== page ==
after Pilgrim

Nonfiction / Jenn Dean

This is what happens. It is April already. Try and catch the moment every year when spring erupts, or any season, any year, and it’s ten days gone the next time I look. The grass by the marsh shoulder high. Just one year I’d like to see the moment of arrival and departure. If I can catch the second at dusk the streetlamp comes on, why not the moment spring comes?

I’m full of ruth, and purblind. I lived too long with my eyes intentionally averted. If I live with my regret, as Thoreau said, I might live afresh. So I’ll try. My innocence has fallen asleep and I want to wake it. By walking the wild edge of things, by seeing how far out I can lean while still standing on the earth, I hope to find it.

Earlier I had stepped out, the sun slunk low in the west, spangling the clouds with light and a rainbow sat in the sky sideways at the zenith. I’d never seen a sideways rainbow. If it happened once, then surely it must happen all the time. How could I have missed it in all my years? On days like this I quit the house.

I live in a narrow valley next to a trail that leads to a river. I’m bounded on two sides by river, from the south and west. To the east I’m bound by the Cascade foothills. Several steps from my house I pick up a trail that heads straight to the river. The railroad used to take this same path, and in historic homage the way is occasioned with cragged plum and and crabapple trees from pits being thrown out the train windows. The same people who threw the pits also logged the valley by rail, pulling cedar and Doug fir logs like giant splinters out of the body of the mountains.

At the river, the water moves fast, lit by slanting sun, shot through and tumbled with sunlight. The rapids flow over a carpet of rocks that extends onshore. There are rocks shaped like footprints, rocks with hieroglyphic patterns, rocks striped and flat. What they have in common is the polishing of time. They are circular, smooth, rounded. Some have cupreous veins, or are dotted and striped with silver. The sun slants and shadows move downriver. I move on, because today I have a mission.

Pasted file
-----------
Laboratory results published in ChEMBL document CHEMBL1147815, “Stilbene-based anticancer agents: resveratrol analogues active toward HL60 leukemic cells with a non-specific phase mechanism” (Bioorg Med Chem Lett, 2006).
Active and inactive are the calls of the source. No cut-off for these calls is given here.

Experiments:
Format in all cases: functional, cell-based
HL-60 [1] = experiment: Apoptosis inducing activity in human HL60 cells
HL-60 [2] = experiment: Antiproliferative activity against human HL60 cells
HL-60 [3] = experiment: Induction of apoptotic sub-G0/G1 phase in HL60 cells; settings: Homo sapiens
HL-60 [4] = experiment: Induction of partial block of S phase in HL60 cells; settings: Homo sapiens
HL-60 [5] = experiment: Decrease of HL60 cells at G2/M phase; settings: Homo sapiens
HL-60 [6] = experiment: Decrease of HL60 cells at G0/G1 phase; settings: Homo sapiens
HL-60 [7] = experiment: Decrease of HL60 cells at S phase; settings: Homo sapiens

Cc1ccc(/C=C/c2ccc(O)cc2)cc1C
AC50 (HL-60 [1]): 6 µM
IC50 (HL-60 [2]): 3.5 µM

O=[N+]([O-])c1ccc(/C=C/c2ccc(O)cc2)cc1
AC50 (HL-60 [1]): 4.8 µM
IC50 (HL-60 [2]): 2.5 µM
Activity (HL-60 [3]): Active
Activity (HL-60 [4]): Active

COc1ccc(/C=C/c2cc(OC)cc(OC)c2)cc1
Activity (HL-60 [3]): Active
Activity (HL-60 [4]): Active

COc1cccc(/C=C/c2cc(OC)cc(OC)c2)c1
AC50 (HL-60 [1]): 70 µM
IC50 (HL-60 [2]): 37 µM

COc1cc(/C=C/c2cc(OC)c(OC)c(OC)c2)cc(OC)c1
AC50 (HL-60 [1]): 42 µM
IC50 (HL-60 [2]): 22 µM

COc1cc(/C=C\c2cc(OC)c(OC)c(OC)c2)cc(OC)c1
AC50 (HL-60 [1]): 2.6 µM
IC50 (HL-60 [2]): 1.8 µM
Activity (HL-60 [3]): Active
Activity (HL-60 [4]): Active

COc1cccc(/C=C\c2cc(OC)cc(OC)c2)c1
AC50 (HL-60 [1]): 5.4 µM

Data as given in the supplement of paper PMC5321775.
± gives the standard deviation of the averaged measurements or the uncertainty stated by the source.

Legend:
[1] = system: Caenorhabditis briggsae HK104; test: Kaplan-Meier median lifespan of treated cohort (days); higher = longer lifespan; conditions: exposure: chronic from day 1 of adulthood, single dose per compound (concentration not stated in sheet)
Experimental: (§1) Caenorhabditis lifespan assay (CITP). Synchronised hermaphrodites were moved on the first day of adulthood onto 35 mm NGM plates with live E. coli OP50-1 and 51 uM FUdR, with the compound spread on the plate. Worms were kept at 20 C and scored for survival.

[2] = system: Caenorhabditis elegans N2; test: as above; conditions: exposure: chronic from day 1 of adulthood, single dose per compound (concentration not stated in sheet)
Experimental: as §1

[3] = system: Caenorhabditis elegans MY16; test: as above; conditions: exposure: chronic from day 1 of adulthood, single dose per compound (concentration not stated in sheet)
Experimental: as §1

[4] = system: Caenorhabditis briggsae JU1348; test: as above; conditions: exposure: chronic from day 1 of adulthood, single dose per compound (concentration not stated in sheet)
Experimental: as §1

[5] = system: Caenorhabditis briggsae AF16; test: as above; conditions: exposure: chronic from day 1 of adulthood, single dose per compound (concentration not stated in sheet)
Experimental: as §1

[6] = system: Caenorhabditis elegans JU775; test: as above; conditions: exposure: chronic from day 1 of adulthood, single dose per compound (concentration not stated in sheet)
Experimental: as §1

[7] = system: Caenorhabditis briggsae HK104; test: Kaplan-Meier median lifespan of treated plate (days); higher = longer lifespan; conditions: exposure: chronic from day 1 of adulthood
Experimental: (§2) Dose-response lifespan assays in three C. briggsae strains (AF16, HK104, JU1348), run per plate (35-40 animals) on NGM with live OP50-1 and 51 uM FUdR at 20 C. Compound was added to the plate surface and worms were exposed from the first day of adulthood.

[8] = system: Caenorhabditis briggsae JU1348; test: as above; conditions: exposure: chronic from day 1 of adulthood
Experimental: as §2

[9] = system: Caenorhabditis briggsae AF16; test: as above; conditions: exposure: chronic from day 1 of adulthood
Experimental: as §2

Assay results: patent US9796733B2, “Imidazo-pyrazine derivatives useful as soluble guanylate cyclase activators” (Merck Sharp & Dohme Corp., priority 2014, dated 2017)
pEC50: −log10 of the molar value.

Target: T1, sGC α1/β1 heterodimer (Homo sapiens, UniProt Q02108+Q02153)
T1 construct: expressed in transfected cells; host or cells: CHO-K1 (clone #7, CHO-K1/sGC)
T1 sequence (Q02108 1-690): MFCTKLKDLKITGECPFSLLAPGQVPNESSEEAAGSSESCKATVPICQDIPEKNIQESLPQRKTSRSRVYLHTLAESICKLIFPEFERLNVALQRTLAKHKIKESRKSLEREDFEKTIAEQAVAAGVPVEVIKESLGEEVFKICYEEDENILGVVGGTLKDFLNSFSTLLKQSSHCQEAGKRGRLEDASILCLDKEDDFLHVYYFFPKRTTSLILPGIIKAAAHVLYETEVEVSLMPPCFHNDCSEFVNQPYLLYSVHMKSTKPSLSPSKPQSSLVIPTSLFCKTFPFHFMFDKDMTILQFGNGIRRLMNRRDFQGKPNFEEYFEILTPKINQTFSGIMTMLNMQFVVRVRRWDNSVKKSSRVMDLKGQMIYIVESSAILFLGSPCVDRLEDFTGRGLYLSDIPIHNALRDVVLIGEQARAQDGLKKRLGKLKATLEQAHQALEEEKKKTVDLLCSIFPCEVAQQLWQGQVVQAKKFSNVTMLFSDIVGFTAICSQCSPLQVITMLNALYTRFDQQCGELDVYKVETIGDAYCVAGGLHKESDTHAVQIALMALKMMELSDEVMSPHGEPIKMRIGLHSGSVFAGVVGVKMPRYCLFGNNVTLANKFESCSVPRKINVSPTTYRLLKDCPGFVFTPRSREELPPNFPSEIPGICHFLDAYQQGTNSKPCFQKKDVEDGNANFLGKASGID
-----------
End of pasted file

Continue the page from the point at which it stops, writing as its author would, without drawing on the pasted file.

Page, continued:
Over by a county park I leave the trail and like a cartoon explorer, part the tall grass with my hands, and follow one of many narrow animal paths. I duck under branches, wade through horsetail. The trails all lead to the mound. An earthen-packed log jam set down in the middle of a marsh, punned in place by the county. Picture a small hill, a moat around it, a strip of grass separating it from the marsh. Above, fringed cottonwoods, and beyond that, mountains. Below, the slough pours in. The mound is a hillock as grand as any under a Greek temple. Surrounded by evening birdsong, I dangle my feet off a piling, and look out. Sometimes I climb down to arrange myself like a leopard on a bole over the moat.

On the far shore, a lodge woven of pale stripped branches sits like a bone pile. There’s a sense here anything can happen, and will.

Once I found a gutsack in a rocky wash along the river. The ivory lungs and swollen intestines of a rabbit. Formed and furrowed and fringed with delicacy. There was no blood on it, not even on the ground. It was as if someone had set it down from on high and said, look here.

Excrement, scat, bones, guts, I’ve seen a lot on my daily rambles. It’s all intricately detailed, all things formed, furrowed, and excreted, whether by egg or bowel. But by whom or what? Making sense of it defies logic. I start with this. There is beauty and terror so we may as well see both sides of that singular raw coin. We’re one step away from being stripped, our own gutsacks neatly deposited by a predator’s claw, even right here on the mound.